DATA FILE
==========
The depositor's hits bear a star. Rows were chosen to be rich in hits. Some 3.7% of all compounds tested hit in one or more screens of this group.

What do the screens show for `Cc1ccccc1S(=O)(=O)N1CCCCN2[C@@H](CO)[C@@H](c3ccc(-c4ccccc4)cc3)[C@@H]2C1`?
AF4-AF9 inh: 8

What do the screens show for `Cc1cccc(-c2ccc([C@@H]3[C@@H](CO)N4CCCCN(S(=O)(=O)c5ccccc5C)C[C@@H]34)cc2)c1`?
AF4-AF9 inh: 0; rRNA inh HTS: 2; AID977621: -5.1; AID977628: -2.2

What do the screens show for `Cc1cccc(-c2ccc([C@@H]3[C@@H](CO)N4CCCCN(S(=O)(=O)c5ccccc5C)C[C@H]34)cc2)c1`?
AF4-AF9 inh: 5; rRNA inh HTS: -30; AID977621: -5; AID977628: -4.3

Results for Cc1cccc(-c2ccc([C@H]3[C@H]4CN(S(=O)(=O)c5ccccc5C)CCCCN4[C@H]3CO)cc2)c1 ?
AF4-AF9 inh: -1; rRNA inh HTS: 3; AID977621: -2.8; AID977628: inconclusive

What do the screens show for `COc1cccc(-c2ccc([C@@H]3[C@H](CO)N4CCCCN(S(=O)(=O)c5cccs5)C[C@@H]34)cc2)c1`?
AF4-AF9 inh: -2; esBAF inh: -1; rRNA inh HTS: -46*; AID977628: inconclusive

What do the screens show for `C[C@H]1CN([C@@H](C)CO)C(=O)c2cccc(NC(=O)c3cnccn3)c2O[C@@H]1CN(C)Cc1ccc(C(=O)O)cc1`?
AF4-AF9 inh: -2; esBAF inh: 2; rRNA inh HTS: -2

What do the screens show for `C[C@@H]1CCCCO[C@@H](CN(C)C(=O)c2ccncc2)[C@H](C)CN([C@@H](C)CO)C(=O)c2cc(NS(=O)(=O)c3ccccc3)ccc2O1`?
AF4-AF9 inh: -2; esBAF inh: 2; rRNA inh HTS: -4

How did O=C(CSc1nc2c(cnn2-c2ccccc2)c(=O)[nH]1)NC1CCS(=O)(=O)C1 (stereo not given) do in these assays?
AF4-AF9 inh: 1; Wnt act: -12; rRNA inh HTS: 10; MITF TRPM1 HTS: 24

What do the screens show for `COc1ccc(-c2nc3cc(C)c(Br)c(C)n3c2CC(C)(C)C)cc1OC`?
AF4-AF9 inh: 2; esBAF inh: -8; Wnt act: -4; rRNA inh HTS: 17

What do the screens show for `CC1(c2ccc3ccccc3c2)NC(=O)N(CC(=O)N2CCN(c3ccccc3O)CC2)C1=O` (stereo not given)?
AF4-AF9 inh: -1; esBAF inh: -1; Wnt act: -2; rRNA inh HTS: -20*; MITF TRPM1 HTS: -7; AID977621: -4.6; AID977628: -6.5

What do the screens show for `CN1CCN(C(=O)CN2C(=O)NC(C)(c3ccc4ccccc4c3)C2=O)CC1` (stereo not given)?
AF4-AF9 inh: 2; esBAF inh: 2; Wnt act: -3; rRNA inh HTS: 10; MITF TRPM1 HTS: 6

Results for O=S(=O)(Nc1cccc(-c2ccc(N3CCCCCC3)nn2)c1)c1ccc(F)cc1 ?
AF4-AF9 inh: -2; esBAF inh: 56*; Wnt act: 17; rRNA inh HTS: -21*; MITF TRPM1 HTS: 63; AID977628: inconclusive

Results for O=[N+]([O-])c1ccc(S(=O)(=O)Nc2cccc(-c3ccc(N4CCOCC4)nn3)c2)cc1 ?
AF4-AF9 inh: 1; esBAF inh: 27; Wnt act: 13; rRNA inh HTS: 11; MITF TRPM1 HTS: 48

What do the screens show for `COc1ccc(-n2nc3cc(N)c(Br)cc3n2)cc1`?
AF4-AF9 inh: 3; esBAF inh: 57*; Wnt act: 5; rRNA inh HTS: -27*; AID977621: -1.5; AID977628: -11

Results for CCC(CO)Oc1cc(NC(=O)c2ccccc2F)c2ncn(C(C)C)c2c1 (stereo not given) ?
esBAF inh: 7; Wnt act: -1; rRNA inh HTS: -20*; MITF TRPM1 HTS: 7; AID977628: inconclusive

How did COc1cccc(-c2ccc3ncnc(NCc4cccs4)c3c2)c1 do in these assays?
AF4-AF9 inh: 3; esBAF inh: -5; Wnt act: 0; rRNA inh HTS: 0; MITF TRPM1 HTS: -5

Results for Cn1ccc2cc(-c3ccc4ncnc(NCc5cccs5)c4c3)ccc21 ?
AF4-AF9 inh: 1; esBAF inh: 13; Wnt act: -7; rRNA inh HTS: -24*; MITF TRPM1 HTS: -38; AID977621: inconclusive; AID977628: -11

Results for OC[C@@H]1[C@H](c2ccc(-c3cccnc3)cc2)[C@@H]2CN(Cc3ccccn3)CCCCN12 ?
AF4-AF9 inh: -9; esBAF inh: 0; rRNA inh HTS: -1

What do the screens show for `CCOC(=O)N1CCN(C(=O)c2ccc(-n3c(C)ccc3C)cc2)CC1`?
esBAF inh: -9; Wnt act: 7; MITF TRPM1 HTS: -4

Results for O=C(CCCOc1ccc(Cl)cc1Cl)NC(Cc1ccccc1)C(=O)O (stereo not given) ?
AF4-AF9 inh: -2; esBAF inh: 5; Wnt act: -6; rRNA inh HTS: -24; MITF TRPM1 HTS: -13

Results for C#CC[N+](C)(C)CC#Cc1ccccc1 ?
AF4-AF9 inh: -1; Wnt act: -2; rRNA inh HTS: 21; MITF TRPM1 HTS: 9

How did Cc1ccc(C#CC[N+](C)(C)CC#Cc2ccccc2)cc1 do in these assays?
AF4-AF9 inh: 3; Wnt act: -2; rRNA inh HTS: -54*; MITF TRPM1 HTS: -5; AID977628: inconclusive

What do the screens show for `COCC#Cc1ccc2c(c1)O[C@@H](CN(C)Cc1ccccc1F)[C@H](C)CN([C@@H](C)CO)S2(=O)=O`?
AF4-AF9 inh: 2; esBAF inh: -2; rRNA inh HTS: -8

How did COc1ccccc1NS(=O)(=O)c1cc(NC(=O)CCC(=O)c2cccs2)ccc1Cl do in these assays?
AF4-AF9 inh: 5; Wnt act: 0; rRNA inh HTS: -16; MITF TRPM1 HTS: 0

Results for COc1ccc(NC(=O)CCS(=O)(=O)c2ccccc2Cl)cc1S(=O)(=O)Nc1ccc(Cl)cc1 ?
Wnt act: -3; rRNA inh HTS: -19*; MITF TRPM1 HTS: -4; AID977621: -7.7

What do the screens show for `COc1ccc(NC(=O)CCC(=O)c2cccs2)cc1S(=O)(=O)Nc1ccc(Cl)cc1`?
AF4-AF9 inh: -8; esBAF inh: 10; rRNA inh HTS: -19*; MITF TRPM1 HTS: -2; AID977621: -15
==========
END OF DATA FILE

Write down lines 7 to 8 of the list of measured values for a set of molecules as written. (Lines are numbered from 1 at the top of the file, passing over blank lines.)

AF4-AF9 inh: 5; rRNA inh HTS: -30; AID977621: -5; AID977628: -4.3

Results for Cc1cccc(-c2ccc([C@H]3[C@H]4CN(S(=O)(=O)c5ccccc5C)CCCCN4[C@H]3CO)cc2)c1 ?